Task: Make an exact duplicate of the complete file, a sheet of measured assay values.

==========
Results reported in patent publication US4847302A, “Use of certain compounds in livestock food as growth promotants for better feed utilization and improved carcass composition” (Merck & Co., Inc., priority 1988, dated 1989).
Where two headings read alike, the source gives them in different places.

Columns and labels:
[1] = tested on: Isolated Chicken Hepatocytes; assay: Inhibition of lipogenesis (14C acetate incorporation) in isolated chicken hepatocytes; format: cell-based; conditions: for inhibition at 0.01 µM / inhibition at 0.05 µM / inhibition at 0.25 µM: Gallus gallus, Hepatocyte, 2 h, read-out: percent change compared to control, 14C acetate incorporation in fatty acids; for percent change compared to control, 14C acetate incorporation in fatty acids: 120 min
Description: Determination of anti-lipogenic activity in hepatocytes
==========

Results reported in patent publication US4847302A, “Use of certain compounds in livestock food as growth promotants for better feed utilization and improved carcass composition” (Merck & Co., Inc., priority 1988, dated 1989).
Where two headings read alike, the source gives them in different places.

Columns and labels:
[1] = tested on: Isolated Chicken Hepatocytes; assay: Inhibition of lipogenesis (14C acetate incorporation) in isolated chicken hepatocytes; format: cell-based; conditions: for inhibition at 0.01 µM / inhibition at 0.05 µM / inhibition at 0.25 µM: Gallus gallus, Hepatocyte, 2 h, read-out: percent change compared to control, 14C acetate incorporation in fatty acids; for percent change compared to control, 14C acetate incorporation in fatty acids: 120 min
Description: Determination of anti-lipogenic activity in hepatocytes